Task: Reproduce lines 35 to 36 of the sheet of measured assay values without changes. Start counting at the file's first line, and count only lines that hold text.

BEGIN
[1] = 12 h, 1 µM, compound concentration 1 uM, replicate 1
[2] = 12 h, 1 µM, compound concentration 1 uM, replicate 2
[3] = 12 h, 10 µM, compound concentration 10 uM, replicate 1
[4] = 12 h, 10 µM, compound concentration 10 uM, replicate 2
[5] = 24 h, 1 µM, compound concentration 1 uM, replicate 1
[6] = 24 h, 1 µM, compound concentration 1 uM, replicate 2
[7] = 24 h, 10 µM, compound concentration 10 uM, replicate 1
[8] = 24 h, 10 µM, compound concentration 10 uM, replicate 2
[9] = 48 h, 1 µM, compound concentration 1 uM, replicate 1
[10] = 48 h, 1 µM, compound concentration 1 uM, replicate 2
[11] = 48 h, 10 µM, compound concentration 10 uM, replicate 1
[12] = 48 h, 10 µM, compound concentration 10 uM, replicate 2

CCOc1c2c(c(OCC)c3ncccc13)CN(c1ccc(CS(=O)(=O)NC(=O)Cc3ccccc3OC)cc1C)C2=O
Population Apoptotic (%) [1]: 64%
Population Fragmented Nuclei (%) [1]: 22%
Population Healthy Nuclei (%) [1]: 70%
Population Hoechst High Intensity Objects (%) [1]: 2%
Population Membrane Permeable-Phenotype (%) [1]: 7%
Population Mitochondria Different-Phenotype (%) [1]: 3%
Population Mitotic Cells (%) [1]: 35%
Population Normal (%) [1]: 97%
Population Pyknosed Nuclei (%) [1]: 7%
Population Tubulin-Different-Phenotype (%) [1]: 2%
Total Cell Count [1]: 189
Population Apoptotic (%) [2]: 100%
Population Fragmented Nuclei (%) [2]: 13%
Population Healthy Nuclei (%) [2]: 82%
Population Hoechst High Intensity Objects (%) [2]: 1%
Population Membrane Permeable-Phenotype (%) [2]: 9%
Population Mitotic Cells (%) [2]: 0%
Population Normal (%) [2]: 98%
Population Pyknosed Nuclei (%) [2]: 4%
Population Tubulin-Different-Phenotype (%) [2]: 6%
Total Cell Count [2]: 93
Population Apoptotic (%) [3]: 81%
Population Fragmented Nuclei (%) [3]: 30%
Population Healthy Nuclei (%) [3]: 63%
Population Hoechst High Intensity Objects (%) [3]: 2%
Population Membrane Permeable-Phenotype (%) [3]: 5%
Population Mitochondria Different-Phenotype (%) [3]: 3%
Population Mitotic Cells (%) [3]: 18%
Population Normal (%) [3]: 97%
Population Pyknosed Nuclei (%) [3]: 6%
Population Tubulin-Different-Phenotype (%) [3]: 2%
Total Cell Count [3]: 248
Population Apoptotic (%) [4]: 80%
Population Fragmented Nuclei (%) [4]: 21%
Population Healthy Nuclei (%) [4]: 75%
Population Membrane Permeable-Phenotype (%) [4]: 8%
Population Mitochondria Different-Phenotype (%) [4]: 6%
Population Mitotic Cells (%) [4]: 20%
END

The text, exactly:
Population Apoptotic (%) [3]: 81%
Population Fragmented Nuclei (%) [3]: 30%